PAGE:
From today's Chron:
The Bush administration today eased clean air rules to allow utilities, refineries and manufacturers to avoid having to install expensive new anti-pollution equipment when they modernize their plants.
The long-awaited regulation issued by the Environmental Protection Agency was immediately attacked by environmentalists, state air quality regulators and attorneys general in several Northeast state who promised a lawsuit to try to reverse the action.
But EPA Administrator Christie Whitman rejected critics' claims that the changes would produce dirtier air. She said at a news conference that the changes will "encourage emission reductions" by providing utilities and refinery operators new flexibility when considering operational changes and expansion.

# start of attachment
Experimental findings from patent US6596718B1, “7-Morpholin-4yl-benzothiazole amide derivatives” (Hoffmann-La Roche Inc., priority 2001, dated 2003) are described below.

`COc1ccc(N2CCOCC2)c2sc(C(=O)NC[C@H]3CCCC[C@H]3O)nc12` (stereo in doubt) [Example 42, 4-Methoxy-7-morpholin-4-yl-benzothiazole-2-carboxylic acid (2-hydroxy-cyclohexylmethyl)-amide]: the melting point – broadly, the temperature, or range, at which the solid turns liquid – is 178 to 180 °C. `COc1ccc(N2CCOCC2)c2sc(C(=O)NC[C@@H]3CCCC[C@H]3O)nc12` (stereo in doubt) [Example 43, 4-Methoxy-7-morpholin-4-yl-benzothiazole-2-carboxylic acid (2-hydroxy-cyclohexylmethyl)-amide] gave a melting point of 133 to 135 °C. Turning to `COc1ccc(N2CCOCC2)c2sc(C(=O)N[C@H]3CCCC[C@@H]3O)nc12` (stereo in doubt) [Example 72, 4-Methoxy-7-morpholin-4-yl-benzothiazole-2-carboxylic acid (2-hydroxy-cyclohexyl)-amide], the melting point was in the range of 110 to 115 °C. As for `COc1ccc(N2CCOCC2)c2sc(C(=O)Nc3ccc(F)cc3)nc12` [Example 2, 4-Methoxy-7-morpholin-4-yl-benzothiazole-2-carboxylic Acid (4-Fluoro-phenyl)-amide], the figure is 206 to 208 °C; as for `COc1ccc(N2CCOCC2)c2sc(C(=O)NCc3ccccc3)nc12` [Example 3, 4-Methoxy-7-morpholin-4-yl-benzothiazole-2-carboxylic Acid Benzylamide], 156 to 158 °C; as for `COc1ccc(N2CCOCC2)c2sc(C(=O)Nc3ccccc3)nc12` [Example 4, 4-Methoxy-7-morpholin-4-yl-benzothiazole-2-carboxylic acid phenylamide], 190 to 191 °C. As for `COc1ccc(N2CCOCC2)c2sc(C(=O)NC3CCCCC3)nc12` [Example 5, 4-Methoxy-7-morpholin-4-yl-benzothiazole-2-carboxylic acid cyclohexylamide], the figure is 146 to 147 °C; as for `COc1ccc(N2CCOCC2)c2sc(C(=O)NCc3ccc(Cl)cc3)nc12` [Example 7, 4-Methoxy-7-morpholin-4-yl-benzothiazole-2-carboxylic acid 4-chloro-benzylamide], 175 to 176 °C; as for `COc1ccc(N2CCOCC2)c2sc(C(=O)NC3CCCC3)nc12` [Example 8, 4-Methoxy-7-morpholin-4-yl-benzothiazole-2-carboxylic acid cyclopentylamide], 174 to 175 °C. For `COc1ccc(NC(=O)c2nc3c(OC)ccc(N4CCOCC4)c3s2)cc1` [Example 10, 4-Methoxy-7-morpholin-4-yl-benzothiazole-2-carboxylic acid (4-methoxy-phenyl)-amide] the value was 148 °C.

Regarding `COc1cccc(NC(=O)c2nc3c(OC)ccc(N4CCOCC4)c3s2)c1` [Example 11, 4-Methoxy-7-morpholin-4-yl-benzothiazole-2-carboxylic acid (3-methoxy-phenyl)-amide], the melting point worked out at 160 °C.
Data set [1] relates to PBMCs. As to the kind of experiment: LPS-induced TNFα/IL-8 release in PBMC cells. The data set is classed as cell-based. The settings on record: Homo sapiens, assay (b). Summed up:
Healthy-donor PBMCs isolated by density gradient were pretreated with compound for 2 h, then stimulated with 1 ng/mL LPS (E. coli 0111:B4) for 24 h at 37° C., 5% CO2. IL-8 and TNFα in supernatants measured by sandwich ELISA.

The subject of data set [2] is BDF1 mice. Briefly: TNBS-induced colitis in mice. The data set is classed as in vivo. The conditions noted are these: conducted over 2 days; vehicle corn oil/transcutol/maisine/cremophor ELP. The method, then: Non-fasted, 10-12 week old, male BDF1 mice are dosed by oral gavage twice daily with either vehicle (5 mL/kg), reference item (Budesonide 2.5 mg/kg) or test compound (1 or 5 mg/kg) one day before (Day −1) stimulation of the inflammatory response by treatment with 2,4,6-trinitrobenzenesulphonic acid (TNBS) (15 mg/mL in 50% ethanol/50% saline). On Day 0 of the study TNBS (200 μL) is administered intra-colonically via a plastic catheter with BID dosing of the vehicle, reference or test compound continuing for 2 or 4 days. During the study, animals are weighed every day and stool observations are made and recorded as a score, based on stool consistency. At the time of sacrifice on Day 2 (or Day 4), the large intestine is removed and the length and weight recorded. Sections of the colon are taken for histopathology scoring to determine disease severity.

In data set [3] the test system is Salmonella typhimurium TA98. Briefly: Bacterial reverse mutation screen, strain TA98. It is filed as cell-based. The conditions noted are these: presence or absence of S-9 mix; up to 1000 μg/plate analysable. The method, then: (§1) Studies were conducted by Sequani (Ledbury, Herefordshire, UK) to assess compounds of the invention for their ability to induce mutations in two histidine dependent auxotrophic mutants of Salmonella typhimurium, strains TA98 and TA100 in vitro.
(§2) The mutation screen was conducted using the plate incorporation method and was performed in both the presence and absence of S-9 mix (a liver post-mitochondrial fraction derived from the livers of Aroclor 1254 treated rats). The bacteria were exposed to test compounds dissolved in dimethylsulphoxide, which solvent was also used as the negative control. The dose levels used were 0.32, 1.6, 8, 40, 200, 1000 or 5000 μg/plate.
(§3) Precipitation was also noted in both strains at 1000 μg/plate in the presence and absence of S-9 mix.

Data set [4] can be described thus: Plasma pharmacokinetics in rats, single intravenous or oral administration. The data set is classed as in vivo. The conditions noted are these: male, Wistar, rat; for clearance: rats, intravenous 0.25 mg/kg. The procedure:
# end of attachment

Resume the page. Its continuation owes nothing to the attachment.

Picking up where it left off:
The changes were sought by the utility, coal and oil industries, and were the subject of months of review at the White House. The electric utility and coal industries were both major donors to Republicans for the 2002 and 2000 elections.
Electric companies and their employees contributed at least $11 million to the GOP in the 2001-02 election cycle, more than twice as much as they gave Democrats, according to figures compiled by the Center for Responsive Politics, a nonpartisan group that tracks campaign finance.
Coal companies and their employees made at least $1.9 million in political contributions in that period, with more than $8 of every $10 going to Republicans, the center found.
Bush's 2000 presidential campaign was also a major beneficiary of the industries' largess. Several energy executives raised at least $100,000 each for Bush's campaign, and the energy industry, including electric and mining companies, gave more than $2.8 million.
Many of the fund-raisers and donors were members of Bush's transition team, weighing in on energy and environmental policy as the president set up his administration.